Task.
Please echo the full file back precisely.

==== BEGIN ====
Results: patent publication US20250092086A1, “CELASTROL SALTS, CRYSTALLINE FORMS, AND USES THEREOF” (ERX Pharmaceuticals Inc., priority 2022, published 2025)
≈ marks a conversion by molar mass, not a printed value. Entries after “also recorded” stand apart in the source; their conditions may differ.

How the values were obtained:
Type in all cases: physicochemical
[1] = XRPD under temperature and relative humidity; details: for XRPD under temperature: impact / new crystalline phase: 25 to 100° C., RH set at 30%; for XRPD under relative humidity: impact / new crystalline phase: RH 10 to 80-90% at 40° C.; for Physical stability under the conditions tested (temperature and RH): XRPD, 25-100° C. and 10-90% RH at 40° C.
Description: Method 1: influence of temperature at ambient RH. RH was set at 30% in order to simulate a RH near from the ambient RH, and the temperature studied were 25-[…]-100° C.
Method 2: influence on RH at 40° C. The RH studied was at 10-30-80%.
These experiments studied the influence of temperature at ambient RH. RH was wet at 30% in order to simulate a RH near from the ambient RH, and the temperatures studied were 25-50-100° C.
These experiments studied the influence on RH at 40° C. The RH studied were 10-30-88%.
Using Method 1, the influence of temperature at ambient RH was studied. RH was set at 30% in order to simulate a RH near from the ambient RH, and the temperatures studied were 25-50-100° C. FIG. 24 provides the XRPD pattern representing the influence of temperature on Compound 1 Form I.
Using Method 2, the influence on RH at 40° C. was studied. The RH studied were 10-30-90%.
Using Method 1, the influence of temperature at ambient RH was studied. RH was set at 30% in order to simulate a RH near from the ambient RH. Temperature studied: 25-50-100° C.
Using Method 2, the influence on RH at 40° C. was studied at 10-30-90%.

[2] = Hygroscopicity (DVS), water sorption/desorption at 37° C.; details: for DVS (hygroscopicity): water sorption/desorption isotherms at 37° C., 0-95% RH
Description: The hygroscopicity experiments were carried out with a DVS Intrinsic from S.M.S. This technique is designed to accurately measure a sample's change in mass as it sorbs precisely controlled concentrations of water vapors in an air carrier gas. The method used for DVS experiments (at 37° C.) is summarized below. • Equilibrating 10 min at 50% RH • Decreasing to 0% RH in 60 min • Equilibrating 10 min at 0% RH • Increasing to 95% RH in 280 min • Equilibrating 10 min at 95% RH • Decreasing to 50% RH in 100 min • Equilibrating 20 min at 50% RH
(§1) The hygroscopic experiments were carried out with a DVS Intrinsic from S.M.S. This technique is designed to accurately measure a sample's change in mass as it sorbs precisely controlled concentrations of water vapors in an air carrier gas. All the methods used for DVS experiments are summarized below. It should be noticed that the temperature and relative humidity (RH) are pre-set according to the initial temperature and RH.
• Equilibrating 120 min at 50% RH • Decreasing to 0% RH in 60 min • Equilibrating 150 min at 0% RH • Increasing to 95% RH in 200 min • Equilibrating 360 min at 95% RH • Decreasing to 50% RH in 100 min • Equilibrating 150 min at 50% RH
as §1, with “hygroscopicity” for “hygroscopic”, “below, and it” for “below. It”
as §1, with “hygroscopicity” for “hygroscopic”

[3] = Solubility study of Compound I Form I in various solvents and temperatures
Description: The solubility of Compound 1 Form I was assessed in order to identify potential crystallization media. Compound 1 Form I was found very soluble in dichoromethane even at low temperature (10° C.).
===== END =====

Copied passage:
Results: patent publication US20250092086A1, “CELASTROL SALTS, CRYSTALLINE FORMS, AND USES THEREOF” (ERX Pharmaceuticals Inc., priority 2022, published 2025)
≈ marks a conversion by molar mass, not a printed value. Entries after “also recorded” stand apart in the source; their conditions may differ.

How the values were obtained:
Type in all cases: physicochemical
[1] = XRPD under temperature and relative humidity; details: for XRPD under temperature: impact / new crystalline phase: 25 to 100° C., RH set at 30%; for XRPD under relative humidity: impact / new crystalline phase: RH 10 to 80-90% at 40° C.; for Physical stability under the conditions tested (temperature and RH): XRPD, 25-100° C. and 10-90% RH at 40° C.
Description: Method 1: influence of temperature at ambient RH. RH was set at 30% in order to simulate a RH near from the ambient RH, and the temperature studied were 25-[…]-100° C.
Method 2: influence on RH at 40° C. The RH studied was at 10-30-80%.
These experiments studied the influence of temperature at ambient RH. RH was wet at 30% in order to simulate a RH near from the ambient RH, and the temperatures studied were 25-50-100° C.
These experiments studied the influence on RH at 40° C. The RH studied were 10-30-88%.
Using Method 1, the influence of temperature at ambient RH was studied. RH was set at 30% in order to simulate a RH near from the ambient RH, and the temperatures studied were 25-50-100° C. FIG. 24 provides the XRPD pattern representing the influence of temperature on Compound 1 Form I.
Using Method 2, the influence on RH at 40° C. was studied. The RH studied were 10-30-90%.
Using Method 1, the influence of temperature at ambient RH was studied. RH was set at 30% in order to simulate a RH near from the ambient RH. Temperature studied: 25-50-100° C.
Using Method 2, the influence on RH at 40° C. was studied at 10-30-90%.

[2] = Hygroscopicity (DVS), water sorption/desorption at 37° C.; details: for DVS (hygroscopicity): water sorption/desorption isotherms at 37° C., 0-95% RH
Description: The hygroscopicity experiments were carried out with a DVS Intrinsic from S.M.S. This technique is designed to accurately measure a sample's change in mass as it sorbs precisely controlled concentrations of water vapors in an air carrier gas. The method used for DVS experiments (at 37° C.) is summarized below. • Equilibrating 10 min at 50% RH • Decreasing to 0% RH in 60 min • Equilibrating 10 min at 0% RH • Increasing to 95% RH in 280 min • Equilibrating 10 min at 95% RH • Decreasing to 50% RH in 100 min • Equilibrating 20 min at 50% RH
(§1) The hygroscopic experiments were carried out with a DVS Intrinsic from S.M.S. This technique is designed to accurately measure a sample's change in mass as it sorbs precisely controlled concentrations of water vapors in an air carrier gas. All the methods used for DVS experiments are summarized below. It should be noticed that the temperature and relative humidity (RH) are pre-set according to the initial temperature and RH.
• Equilibrating 120 min at 50% RH • Decreasing to 0% RH in 60 min • Equilibrating 150 min at 0% RH • Increasing to 95% RH in 200 min • Equilibrating 360 min at 95% RH • Decreasing to 50% RH in 100 min • Equilibrating 150 min at 50% RH
as §1, with “hygroscopicity” for “hygroscopic”, “below, and it” for “below. It”
as §1, with “hygroscopicity” for “hygroscopic”

[3] = Solubility study of Compound I Form I in various solvents and temperatures
Description: The solubility of Compound 1 Form I was assessed in order to identify potential crystallization media. Compound 1 Form I was found very soluble in dichoromethane even at low temperature (10° C.).